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Mr. Drew: To ask the Secretary of State for Work and Pensions what recent discussions he has had with the National Association of Citizens Advice Bureaux on its implementation of fraud prevention methods, with particular regard to local authorities. 
Malcolm Wicks: The Department has consulted with the National Association of Citizens Advice Bureaux during the development of performance standards for housing benefit. The standards set out the requirements for providing secure and effective housing benefit and council tax benefit administration and counter-fraud activity.
The Benefit Fraud Inspectorate will be consulting the National Association of Citizens Advice Bureaux in the near future over the revision of the model claim form for housing benefit and council tax benefit. A revised version of the form will be issued to all local authorities in April this year.
Mr. Gibb: To ask the Secretary of State for Work and Pensions what proportion of claimants found to have made fraudulent social security claims were prosecuted in (a) 19992000 and (b) 200001. 
Mr. Menzies Campbell: To ask the Secretary of State for Work and Pensions what estimate his Department has made of the cost to its budget since 1 May 1997 of fraud; and if he will make a statement. 
Malcolm Wicks: We are taking determined steps to combat internal fraud. We have published an internal fraud policy that sets out staff responsibilities, and appointed a senior accountable officer and a supporting central probity team. There are also security specialists and staff to investigate suspected internal fraud vigorously when it arises. We know that the overwhelming majority of staff are completely honest and trustworthy, and instances of internal fraud are not common, but we remain vigilant.
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Dr. Cable: To ask the Secretary of State for Work and Pensions if he will list the names of staff who have been seconded to his Department from the private sector since May 1997, indicating (a) the names of the organisation from which each has come, (b) their responsibilities and Civil Service grades within his Department, (c) the organisation responsible for paying their salary and (d) the start and end dates of their secondment. 
Mr. McCartney [holding answer 12 February 2002]: Secondments are part of the Interchange Initiative which promotes the exchange of people and good practice between the civil service and other organisations. All sectors of the economy are involved: Voluntary, Education, Health, Public and Private. Interchange is a key component of the civil service reform agenda. The Modernising Government White Paper committed us to increasing interchange, in particular by bringing in more people on secondment and sending more of our people out.
I have placed a table in the Library which sets out the number of staff recorded as having been seconded in to the Department (including Employment Service and the former Department of Social Security) from May 1997 to the present date. Other inward secondments of three months or more recorded centrally were from the voluntary sector, local government and other parts of the public sector. Each of the entries relates to a single person.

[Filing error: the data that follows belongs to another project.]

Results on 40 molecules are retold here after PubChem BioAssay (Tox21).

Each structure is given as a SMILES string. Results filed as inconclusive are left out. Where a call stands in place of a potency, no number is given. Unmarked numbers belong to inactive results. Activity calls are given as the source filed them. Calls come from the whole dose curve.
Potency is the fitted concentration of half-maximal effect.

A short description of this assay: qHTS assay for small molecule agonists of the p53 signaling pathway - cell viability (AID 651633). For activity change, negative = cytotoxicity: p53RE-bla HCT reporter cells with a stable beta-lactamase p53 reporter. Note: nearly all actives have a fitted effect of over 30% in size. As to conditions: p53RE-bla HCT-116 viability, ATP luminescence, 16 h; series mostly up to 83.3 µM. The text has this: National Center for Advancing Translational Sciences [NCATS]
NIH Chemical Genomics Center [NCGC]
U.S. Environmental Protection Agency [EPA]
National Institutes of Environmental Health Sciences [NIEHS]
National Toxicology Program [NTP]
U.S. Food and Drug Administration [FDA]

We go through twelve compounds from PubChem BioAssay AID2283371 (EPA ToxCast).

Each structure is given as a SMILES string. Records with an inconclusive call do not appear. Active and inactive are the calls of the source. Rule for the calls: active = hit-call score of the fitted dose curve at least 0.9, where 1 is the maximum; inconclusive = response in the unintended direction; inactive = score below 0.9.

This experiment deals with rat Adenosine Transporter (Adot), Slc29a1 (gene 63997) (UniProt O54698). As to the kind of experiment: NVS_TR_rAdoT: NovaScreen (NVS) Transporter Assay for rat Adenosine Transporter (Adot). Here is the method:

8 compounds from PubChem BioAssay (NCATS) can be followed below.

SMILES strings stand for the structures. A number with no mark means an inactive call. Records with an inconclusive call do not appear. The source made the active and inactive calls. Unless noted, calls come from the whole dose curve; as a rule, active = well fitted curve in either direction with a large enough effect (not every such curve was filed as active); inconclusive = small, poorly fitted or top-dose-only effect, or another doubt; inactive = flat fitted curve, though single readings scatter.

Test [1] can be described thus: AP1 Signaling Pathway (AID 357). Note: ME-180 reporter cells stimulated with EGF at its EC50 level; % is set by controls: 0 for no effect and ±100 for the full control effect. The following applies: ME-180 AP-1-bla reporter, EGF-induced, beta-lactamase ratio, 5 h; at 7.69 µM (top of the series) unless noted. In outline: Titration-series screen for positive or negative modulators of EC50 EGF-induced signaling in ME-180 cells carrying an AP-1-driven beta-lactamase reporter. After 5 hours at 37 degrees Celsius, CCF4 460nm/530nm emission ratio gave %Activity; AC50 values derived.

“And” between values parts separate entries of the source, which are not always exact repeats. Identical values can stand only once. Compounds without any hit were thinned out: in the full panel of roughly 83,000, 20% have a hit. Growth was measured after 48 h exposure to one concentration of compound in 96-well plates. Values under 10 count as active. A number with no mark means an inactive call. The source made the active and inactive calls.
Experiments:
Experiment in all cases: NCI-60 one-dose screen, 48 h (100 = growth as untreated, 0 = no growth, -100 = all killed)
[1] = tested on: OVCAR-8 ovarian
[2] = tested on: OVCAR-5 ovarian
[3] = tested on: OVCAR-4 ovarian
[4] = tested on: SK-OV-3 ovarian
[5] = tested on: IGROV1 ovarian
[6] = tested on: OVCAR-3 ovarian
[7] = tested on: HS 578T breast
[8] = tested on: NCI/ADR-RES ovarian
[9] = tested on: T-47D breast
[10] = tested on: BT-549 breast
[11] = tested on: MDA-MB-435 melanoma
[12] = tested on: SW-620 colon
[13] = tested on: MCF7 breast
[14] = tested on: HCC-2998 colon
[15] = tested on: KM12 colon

Dr. Kumar: To ask the Secretary of State for Work and Pensions by what means ministerial boxes are conveyed from private offices in his Department to (a) himself and (b) his Ministers; how frequently and at what expense private courier firms are employed for such a task; and which courier firms have been used for such duties. 
Maria Eagle: In accordance with central guidance on security, ministerial boxes originating from this Department are transported to Minister's homes either by Government car or by a service provided by the Royal Mail.
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Mr. Evans: To ask the Secretary of State for Work and Pensions how many letters the Minister for Disabled People has received at her Department's address in the last 12 months; and how many have been passed to other Ministers for answer. 
Maria Eagle: Since becoming Minister for Disabled People at the start of this Parliament I have received 636 letters for ministerial reply. I have replied personally to 354 of these that were about matters within my responsibilities. The others were passed to ministerial colleagues. I have also replied to a further 507 letters that were addressed to ministerial colleagues.
Mr. McCartney: The minimum income guarantee claim line currently employs 75 staff, of which 51 are employed as claim line operators. The MIG claim line is open from 7am to 7pm Monday to Friday. There are three daily shift patterns to ensure that most of the operators are available at peak hours.
Mr. Weir: To ask the Secretary of State for Work and Pensions what recent representations he has received from organisations representing disabled citizens seeking the extension of heating allowance paid to senior citizens and to all housebound disabled persons. 
Mr. McCartney: From time to time, we have discussions with, or correspondence from, a variety of organisations representing disabled people. These can cover a range of issues which are of concern to them, which includes the eligibility criteria for Winter Fuel Payments.
Mr. McCartney: Help is already available, through disability benefits and the disability premium in Income Support, in recognition of the extra costs, including heating, which disabled people may have. There are no plans to extend the Winter Fuel Payment scheme to disabled people under age 60.
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how many cases of each are so reported each year; and what penalties are attached to failure to report without good reason. 
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